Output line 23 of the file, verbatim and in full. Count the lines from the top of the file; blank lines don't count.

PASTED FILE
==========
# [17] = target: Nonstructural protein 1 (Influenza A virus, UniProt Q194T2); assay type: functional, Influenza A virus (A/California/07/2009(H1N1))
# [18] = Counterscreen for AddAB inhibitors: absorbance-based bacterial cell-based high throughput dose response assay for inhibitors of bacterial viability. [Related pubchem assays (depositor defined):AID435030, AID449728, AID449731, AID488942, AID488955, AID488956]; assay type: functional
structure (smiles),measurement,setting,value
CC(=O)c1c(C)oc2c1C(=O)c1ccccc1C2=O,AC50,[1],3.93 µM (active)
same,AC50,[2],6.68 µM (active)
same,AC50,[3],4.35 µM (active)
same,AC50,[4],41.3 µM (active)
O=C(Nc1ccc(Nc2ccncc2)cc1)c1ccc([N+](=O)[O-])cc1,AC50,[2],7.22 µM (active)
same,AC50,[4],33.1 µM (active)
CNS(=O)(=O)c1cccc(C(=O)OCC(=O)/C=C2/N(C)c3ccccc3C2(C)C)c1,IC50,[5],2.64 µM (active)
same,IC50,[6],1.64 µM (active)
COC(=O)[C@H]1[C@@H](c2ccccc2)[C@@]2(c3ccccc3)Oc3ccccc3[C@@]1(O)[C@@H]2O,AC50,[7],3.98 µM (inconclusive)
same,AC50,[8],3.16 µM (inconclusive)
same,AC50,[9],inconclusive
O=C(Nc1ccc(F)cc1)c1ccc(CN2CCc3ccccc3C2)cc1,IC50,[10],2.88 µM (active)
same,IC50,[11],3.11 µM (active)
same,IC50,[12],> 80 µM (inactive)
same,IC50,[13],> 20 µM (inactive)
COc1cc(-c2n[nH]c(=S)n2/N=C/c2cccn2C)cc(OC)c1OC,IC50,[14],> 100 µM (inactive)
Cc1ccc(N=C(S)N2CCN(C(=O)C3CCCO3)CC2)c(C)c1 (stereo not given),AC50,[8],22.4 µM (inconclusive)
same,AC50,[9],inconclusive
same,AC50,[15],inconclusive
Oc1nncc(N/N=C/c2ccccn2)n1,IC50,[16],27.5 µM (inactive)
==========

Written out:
Oc1nncc(N/N=C/c2ccccn2)n1,IC50,[16],27.5 µM (inactive)